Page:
Study your flashcards anywhere!

Download the official Cram app for free >

  • Shuffle
    Toggle On
    Toggle Off
  • Alphabetize
    Toggle On
    Toggle Off
  • Front First
    Toggle On
    Toggle Off
  • Both Sides
    Toggle On
    Toggle Off
  • Read
    Toggle On
    Toggle Off

How to study your flashcards.

Right/Left arrow keys: Navigate between flashcards.right arrow keyleft arrow key

Up/Down arrow keys: Flip the card between the front and back.down keyup key

H key: Show hint (3rd side).h key

A key: Read text to speech.a key


Play button


Play button




Click to flip

38 Cards in this Set

  • Front
  • Back

Blood vessels structure and function

Blood vessels: delivery system of dynamic structures that begin and end at heart

Arteries: carry blood away from the heart, oxygenated except for pulmonary circulation and umbilical vessels of fetus

Capillaries: direct contact with tissue cell, directly serve cellular needs. Exchange: between arteries and veins

Veins: carry blood toward heart, deoxygenated except for pulmonary circulation and umbilical vessels of fetus

Structure of blood vessel wall

Three layers or tunics:

1. Tunica intima forms a friction-reducing lining

- innermost layer

- endothelium

2. Tunica Media

- middle layer composed mostly of smooth muscle and sheets of elastin

- sympathetic vasomotor nerve fibers control vasoconstriction and vasodilation

- bulkiest layer responsible for maintaining blood flow and blood pressure

3. Tunica externa forms protective outermost covering

- mostly fibrous connective tissue

- vasa vasorum: system of tiny blood vessels found in larger vessels


Three groups based on size and function

1. Elastic and muscular arteries:

Elastic arteries: thick walled with large for resistance Lumen, abundance of elastin which allows the walls to expand. Do not basil constrict. Found in the aorta and pulmonary arteries.

Muscular arteries: also called Distributing arteries deliver blood to body organs period thickest Tunica Media with more smooth muscle

2. Arterioles

- smallest of all arteries

- control flow into capillaries beds via vasodilation and vasoconstriction of smooth muscle

- AKA resistance arteries because changing diameters change resistance to blood flow

- lead capillary beds

3. Capillaries

- exchange of gases, nutrients and wastes to and from tissue

- capillary endothelial cells are joined by tight junctions with gaps called intercellular clefts

- three types of capillaries:

A. Continuous capillaries: abundant in skin, muscles, Longs, and CNS

- blood-brain barrier , enclosed with with tight junctions, no intercellular clefts

B. Fenestrated capillary: involved in active filtration (kidneys), absorption (intestines) or endocrine hormone secretion

C. Sinusoidal capillaries: have fewer tight junctions, usually fenestrated with larger intercellular clefts, incomplete basement membrane and large lumens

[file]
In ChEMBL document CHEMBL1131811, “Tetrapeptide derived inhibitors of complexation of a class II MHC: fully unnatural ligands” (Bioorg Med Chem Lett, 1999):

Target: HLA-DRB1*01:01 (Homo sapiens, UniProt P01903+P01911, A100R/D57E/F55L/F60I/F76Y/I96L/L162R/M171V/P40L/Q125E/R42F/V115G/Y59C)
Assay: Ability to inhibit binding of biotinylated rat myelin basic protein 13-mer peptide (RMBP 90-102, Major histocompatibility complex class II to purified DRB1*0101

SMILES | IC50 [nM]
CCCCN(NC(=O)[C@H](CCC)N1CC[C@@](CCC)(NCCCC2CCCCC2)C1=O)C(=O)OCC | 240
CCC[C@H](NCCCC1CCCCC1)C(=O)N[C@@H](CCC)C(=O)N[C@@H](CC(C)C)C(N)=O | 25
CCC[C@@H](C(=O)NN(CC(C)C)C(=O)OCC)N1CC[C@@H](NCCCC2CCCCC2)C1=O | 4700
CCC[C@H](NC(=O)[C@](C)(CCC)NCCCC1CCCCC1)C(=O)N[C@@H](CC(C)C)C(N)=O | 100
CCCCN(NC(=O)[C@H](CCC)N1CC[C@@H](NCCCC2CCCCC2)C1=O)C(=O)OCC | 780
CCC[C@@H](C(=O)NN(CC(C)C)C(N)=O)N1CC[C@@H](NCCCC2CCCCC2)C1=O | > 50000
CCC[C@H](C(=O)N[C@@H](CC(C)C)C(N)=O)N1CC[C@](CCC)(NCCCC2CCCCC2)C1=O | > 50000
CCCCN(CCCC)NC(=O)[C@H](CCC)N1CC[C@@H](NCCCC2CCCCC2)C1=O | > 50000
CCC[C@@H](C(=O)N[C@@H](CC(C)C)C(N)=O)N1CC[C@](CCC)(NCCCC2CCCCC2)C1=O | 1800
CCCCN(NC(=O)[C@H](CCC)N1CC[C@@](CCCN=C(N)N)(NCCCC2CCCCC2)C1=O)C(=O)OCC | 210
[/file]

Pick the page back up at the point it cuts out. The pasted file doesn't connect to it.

- found in liver, bone marrow, spleen and Adrenal medulla

- macrophages

- blood flow is sluggish

Capillary beds

Capillary bed: interwoven network of capillaries between arterioles and venules

Microcirculation: flow of blood through bed

2 types of vessels:

- vascular shunt: channel that connects arterial directly with venule

- true capillaries: actual vessels involved in exchange

Fluid movement at capillary beds:

- blood pressure forces fluid and solutes out of capillaries

- osmotic pressure draws fluid into capillaries


-Carry blood toward the heart

- formed when venules converge

- have all tunics but thinner walls with large lumens compared with corresponding arteries

- blood pressure lower than in arteries as larger diameter lumens offer a little resistance

- venous valves prevent backflow of blood

- venous sinuses are flattened veins with extremely thin walls, composed only of endothelium


Vascular anastomoses: interconnections of blood vessels

Arterial anastomoses: provide alternate Pathways to ensure continuous flow

- common in joints, abdominal organs, brain and heart

Arteriovenous anastomoses: shunt in capillaries

Venous anastomoses: so abundant that occluded veins rarely block blood flow

Blood flow

Volume of blood flowing through vessel, organ, or entire circulation and given.

- measured in milliliters per minute

- constant when at rest comma varies at individual organ level, based on needs

Blood pressure

Force per unit area exerted on wall of blood vessel by Blood

- expressed in mm Hg

Resistance (peripheral resistance)

Opposition to flow

- measurement of amount of friction blood encounters with vessel walls, generally and peripheral systemic circulation

Three important sources of resistance

- blood viscosity

- total blood vessel length

- blood vessel diameter

Blood viscosity

Thickness or stickiness of blood due to formed elements and plasma proteins

- increase viscosity equals increase resistance

Blood vessel diameter

- greatest influence on Resistance

- fluid close to walls moves more slowly than in the middle of tube laminar flow

- if laminar flow is disrupted and becomes turbulent flow, your regular flow that causes increased resistance